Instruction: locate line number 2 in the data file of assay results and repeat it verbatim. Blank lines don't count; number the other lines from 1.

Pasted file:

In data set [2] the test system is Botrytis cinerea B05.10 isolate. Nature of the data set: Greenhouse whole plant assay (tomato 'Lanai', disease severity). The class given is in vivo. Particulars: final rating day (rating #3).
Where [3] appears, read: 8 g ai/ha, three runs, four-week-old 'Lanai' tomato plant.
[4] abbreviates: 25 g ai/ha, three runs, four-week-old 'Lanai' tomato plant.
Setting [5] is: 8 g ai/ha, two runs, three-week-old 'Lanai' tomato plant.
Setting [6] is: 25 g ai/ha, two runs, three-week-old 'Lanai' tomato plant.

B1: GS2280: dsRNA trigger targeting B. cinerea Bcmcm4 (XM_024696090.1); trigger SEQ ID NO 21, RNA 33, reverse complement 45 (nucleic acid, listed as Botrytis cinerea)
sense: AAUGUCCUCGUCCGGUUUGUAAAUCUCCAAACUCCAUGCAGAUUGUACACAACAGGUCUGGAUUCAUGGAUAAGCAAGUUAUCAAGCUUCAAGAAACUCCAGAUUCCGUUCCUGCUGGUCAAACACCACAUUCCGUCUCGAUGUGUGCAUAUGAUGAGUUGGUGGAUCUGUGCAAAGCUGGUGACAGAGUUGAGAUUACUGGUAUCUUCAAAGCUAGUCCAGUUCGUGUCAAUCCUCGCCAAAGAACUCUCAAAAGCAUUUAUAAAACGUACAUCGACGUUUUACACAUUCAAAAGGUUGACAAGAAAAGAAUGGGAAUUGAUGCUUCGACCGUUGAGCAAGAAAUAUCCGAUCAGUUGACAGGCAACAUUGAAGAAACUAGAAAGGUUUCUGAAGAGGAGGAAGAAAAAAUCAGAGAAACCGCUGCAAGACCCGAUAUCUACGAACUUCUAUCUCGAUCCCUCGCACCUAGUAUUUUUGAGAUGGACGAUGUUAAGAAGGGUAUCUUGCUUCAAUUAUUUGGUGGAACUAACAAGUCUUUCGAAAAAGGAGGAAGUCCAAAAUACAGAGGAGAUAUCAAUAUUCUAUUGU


Where [3] appears, read: 8 g ai/ha, three runs, four-week-old 'Lanai' tomato plant.